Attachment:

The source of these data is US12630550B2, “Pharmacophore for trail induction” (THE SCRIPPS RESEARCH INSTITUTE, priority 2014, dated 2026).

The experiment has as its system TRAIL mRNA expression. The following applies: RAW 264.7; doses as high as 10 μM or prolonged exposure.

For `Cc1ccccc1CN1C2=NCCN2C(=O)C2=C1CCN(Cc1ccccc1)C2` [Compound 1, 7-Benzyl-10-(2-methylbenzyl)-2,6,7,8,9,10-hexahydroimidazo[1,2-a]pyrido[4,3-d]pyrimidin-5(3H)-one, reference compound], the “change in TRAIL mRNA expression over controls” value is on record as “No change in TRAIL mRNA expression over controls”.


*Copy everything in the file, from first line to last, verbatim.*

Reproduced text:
The source of these data is US12630550B2, “Pharmacophore for trail induction” (THE SCRIPPS RESEARCH INSTITUTE, priority 2014, dated 2026).

The experiment has as its system TRAIL mRNA expression. The following applies: RAW 264.7; doses as high as 10 μM or prolonged exposure.

For `Cc1ccccc1CN1C2=NCCN2C(=O)C2=C1CCN(Cc1ccccc1)C2` [Compound 1, 7-Benzyl-10-(2-methylbenzyl)-2,6,7,8,9,10-hexahydroimidazo[1,2-a]pyrido[4,3-d]pyrimidin-5(3H)-one, reference compound], the “change in TRAIL mRNA expression over controls” value is on record as “No change in TRAIL mRNA expression over controls”.